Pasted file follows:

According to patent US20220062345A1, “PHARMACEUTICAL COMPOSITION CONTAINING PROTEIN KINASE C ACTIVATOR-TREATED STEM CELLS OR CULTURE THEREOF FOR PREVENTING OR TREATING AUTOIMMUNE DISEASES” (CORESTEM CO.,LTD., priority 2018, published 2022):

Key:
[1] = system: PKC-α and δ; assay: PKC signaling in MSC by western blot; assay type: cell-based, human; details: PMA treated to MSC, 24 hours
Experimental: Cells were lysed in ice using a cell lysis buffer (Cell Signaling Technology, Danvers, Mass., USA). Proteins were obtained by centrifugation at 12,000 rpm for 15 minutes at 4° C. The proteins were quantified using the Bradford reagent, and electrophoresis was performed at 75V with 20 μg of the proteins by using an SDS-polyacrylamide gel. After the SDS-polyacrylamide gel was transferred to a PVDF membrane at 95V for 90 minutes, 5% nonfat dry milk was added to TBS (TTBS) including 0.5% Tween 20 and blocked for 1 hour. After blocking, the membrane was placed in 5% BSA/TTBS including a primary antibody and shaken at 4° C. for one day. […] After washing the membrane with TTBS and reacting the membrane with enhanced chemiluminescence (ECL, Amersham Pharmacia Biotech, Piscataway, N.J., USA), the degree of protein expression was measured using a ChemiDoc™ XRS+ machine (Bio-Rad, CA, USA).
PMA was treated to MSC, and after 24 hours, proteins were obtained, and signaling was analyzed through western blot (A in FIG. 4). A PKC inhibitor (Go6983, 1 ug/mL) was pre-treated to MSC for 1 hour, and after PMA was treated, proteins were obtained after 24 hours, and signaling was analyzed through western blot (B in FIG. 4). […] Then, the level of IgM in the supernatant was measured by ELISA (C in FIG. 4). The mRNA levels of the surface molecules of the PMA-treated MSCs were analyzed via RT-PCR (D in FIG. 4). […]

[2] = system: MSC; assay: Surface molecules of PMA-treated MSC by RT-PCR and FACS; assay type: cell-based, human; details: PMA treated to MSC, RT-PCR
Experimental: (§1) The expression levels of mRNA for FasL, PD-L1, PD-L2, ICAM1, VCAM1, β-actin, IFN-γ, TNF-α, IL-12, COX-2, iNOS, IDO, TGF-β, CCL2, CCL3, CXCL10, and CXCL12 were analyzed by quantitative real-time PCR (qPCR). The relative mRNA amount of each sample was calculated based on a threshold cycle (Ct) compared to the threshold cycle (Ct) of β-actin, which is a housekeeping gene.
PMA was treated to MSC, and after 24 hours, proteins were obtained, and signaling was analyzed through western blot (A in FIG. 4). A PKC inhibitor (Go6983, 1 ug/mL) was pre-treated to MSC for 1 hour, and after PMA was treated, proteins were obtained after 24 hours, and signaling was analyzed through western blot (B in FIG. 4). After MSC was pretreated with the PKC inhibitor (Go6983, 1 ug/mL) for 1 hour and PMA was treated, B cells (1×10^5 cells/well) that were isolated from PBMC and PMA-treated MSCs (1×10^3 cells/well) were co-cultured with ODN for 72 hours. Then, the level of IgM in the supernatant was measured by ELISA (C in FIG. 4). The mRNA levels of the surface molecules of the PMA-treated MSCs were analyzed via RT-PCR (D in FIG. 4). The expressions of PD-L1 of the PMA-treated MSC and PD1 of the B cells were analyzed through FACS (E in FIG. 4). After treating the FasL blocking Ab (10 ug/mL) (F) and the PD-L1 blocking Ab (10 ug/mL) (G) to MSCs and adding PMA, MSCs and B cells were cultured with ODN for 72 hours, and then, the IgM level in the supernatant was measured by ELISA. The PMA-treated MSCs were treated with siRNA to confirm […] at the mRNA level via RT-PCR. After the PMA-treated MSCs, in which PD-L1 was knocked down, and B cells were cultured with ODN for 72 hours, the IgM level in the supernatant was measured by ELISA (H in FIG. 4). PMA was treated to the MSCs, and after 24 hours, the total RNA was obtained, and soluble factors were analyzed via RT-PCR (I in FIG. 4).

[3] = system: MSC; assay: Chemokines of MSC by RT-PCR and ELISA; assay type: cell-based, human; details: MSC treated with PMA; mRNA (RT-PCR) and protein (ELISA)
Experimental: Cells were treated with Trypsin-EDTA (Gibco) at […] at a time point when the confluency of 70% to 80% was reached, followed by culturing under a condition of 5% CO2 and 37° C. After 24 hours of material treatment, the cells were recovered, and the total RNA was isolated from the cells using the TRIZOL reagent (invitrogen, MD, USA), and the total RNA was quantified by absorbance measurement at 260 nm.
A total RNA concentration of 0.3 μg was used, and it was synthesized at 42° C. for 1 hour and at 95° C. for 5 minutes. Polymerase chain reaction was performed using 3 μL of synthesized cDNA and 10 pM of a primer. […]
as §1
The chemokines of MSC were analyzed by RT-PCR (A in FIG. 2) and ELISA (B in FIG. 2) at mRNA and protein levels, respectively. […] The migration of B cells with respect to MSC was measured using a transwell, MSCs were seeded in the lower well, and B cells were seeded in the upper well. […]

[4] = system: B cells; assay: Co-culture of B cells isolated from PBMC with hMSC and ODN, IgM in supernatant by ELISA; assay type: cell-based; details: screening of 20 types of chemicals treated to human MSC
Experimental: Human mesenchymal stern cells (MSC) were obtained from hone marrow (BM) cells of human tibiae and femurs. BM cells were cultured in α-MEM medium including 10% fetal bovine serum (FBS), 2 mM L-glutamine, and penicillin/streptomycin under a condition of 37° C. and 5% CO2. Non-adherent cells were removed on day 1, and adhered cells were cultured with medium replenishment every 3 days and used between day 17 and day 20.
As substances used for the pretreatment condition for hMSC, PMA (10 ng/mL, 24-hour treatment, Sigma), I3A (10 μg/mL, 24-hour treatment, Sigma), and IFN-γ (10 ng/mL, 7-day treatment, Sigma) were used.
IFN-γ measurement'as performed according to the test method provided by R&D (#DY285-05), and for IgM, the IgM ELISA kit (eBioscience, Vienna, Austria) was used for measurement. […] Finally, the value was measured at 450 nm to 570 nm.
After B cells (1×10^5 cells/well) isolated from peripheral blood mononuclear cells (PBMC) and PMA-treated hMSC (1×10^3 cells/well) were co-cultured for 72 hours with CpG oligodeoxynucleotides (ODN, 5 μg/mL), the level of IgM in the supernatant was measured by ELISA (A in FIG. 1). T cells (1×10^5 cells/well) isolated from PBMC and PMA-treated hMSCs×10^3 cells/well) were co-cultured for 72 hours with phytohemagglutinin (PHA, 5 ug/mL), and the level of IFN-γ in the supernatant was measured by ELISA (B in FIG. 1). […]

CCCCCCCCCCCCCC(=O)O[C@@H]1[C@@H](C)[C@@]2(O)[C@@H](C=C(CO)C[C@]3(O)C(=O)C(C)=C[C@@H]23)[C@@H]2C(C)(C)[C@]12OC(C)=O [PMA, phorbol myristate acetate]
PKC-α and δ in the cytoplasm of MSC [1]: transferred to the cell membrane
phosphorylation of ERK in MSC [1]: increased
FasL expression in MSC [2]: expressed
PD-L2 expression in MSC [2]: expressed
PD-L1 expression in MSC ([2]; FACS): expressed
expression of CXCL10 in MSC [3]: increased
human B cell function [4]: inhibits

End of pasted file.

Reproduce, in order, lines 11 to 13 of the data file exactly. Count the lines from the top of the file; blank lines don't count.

A total RNA concentration of 0.3 μg was used, and it was synthesized at 42° C. for 1 hour and at 95° C. for 5 minutes. Polymerase chain reaction was performed using 3 μL of synthesized cDNA and 10 pM of a primer. […]
as §1
The chemokines of MSC were analyzed by RT-PCR (A in FIG. 2) and ELISA (B in FIG. 2) at mRNA and protein levels, respectively. […] The migration of B cells with respect to MSC was measured using a transwell, MSCs were seeded in the lower well, and B cells were seeded in the upper well. […]